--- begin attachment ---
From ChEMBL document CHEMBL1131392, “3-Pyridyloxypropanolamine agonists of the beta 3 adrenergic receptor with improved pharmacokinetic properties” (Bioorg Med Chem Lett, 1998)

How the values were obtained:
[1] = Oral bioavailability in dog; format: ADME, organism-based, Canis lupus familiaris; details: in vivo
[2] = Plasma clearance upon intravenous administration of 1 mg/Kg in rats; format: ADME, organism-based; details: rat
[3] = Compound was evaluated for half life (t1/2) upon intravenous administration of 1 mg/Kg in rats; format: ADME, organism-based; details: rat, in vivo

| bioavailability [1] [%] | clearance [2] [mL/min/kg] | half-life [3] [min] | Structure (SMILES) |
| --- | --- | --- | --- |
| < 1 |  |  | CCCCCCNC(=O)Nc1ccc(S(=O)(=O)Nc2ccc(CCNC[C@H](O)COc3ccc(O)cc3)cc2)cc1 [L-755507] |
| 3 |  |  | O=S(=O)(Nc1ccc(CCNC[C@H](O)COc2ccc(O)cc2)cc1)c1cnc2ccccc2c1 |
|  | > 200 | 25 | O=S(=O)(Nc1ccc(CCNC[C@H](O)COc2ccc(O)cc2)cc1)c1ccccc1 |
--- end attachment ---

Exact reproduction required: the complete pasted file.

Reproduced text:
From ChEMBL document CHEMBL1131392, “3-Pyridyloxypropanolamine agonists of the beta 3 adrenergic receptor with improved pharmacokinetic properties” (Bioorg Med Chem Lett, 1998)

How the values were obtained:
[1] = Oral bioavailability in dog; format: ADME, organism-based, Canis lupus familiaris; details: in vivo
[2] = Plasma clearance upon intravenous administration of 1 mg/Kg in rats; format: ADME, organism-based; details: rat
[3] = Compound was evaluated for half life (t1/2) upon intravenous administration of 1 mg/Kg in rats; format: ADME, organism-based; details: rat, in vivo

| bioavailability [1] [%] | clearance [2] [mL/min/kg] | half-life [3] [min] | Structure (SMILES) |
| --- | --- | --- | --- |
| < 1 |  |  | CCCCCCNC(=O)Nc1ccc(S(=O)(=O)Nc2ccc(CCNC[C@H](O)COc3ccc(O)cc3)cc2)cc1 [L-755507] |
| 3 |  |  | O=S(=O)(Nc1ccc(CCNC[C@H](O)COc2ccc(O)cc2)cc1)c1cnc2ccccc2c1 |
|  | > 200 | 25 | O=S(=O)(Nc1ccc(CCNC[C@H](O)COc2ccc(O)cc2)cc1)c1ccccc1 |